ANC-HNL is easier than the west coast since there are not significant winds to deal with.
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mrskyguy
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RE: 767-300 And Hawaii Ops

Sat Dec 05, 2009 9:04 pm



Quoting RoseFlyer (Reply 6):
Yes. Pan Am flight 6 lost two engines between Honolulu and San Francisco. The plane ditched near a coast guard cutter. That was back when the coast guard kept a plane half way between Hawaii and the US in case there was a problem.

Ahh yes, the Stratocruiser ditch. I recall reading about that. I was referring to aircraft in the jet age.. sorry for not being specific enough.
"The strength of the turbulence is directly proportional to the temperature of your coffee." -- Gunter's 2nd Law of Air
 
rolypolyman
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RE: 767-300 And Hawaii Ops

Sun Dec 06, 2009 12:01 am

Sorry for the stupid question but can the 767 or any ETOPS twin really maintain altitude on one engine? Even near MTOW? I have a hard time grasping this as most 767s/777s seem to be running with N1 above 80 or 90% on climb/initial cruise. So can these planes do it all on one engine?
 
BMI727
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RE: 767-300 And Hawaii Ops

Sun Dec 06, 2009 1:33 am



Quoting Rolypolyman (Reply 8):
Sorry for the stupid question but can the 767 or any ETOPS twin really maintain altitude on one engine?

Not the same altitude they can on two engines but they can fly. This is, of course, accounted for. In fact, when someone talks about flying time for ETOPS, that is really flying time on one engine at 10,000 feet and an ETOPS flight must always have enough fuel onboard to reach an alternate while flying at 10,000 feet on either one or two engines, whichever uses more fuel.
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Viscount724
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RE: 767-300 And Hawaii Ops

Sun Dec 06, 2009 2:31 am



Quoting BMI727 (Reply 9):
Quoting Rolypolyman (Reply 8):
Sorry for the stupid question but can the 767 or any ETOPS twin really maintain altitude on one engine?

Not the same altitude they can on two engines but they can fly.

That's why twiin-engine aircraft can't use certain routes over the Himalayas with mountains up to 29,000 ft., since their maximum altitude with one engine out, especially at heavy weights, may be below the tops of the mountains. A 4-engine aircraft would probably not be subject to the same restrictions.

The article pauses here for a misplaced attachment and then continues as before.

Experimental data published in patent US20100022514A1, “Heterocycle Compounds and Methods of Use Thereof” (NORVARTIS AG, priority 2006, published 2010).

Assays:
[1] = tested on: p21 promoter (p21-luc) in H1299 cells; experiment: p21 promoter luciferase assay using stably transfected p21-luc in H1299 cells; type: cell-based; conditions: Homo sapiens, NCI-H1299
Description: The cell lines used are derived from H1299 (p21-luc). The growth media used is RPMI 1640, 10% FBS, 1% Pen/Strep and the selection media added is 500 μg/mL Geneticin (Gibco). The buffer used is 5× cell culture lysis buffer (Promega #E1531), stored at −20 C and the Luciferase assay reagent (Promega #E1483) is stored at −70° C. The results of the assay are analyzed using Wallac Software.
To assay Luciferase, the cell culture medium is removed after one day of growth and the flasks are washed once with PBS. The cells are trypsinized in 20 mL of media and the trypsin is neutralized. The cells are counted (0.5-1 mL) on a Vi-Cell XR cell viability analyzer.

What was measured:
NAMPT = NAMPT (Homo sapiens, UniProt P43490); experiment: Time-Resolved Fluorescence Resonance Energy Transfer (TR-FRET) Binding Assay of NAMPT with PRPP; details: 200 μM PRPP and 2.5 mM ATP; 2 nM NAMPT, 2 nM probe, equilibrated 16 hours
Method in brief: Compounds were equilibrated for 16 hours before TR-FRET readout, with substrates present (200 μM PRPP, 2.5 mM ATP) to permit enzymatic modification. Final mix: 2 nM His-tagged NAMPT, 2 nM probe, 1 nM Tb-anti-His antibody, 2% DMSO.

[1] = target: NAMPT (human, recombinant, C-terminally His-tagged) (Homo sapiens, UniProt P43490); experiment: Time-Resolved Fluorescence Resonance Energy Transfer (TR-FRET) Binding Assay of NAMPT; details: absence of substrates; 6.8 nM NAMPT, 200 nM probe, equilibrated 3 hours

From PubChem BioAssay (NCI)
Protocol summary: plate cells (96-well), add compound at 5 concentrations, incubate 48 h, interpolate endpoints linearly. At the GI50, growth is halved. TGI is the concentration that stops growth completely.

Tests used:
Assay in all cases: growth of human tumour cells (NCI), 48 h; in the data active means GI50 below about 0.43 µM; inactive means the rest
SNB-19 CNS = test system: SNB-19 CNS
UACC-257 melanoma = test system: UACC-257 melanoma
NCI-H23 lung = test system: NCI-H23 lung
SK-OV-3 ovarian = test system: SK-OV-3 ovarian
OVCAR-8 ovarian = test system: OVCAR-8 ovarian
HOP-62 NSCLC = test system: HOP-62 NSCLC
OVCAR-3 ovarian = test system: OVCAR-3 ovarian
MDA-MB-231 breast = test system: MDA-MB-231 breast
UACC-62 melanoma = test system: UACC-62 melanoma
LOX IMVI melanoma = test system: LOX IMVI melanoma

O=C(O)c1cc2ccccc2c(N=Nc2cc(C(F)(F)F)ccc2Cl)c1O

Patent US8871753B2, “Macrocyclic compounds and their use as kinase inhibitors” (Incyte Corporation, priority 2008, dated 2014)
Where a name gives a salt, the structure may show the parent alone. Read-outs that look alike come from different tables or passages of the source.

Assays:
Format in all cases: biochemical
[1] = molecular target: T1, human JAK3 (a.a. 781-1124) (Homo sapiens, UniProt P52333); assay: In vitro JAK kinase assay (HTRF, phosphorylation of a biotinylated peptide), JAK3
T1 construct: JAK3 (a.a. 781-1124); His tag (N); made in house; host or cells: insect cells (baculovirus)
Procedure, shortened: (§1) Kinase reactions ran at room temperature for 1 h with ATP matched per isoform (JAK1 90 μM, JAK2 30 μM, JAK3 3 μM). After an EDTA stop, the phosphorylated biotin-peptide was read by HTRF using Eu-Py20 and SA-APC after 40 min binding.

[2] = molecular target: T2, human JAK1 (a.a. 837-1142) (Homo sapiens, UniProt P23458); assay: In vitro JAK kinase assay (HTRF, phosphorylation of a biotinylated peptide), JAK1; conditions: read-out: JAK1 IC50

As one example, following is an excerpt from a Transport Canada daily incident report last March where a LH A330-300 had engine trouble over the Canadian Rockies, which fortunately are only about half as tall as the Himalayas. And that aircraft would have been fairly light at that point as it was only about 300 miles from SEA when the problem occurred.

The Lufthansa A330-300 aircraft (D-AIKE), operating as DLH490, was on a flight from Frankfurt to Seattle. While cruising at FL380 at 60 NM North of YNY (Enderby) VOR, the no. 2 engine (RR Trent 772) oil pressure decreased below minimum. The no. 2 thrust lever was reduced to idle. As the aircraft was now unable to maintain FL380 the crew requested lower and were cleared to FL210. The aircraft continued with the no. 2 engine operating at idle, and landed at Seattle without further event. The no. 2 engine is to be changed at Seattle.
 
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longhauler
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RE: 767-300 And Hawaii Ops

Sun Dec 06, 2009 3:15 am



Quoting MrSkyGuy (Reply 5):
Alaska runs ANC-Hawaii in a 738, and that flight just terrifies me.

It is not as scary as it sounds.

With the loss of one engine, the other is advanced to Max Continuous Thrust. While the altitude you can maintain is probably not as high as your cruising altitude, you don't go 'plummetting' toward the earth. Your descent rate at your target speed (low if you have terrain to clear, fast if you are in a hurry, and somewhere in the middle if your profile has not yet been decided), will actually be quite low. So low in fact, that it may well be over an hour before you level off.

The whole ETOPS concept though, is not just the physical capability of the aircraft. In fact, our non ETOPS B767-200s were just as capable as our ETOPS B767-200s on one engine. Probably even more capable, as they tended to be lighter.

The ETOPS concept also includes the level of maintenance, the MEL restrictions, the fire detection and suppression equipment, the survival gear, etc etc.

In fact, the conecpt has been around long enough, and statistics have been gained that if an engine is lost out over the water, your biggest concern should be the diversion you will encounter .... NOT your personal safety. That is to say if an engine is lost on your YYZ-HKG flight, you may visit parts of Canada's arctic, or remote airfields in Russia, but you will never be at any risk to your personal safety.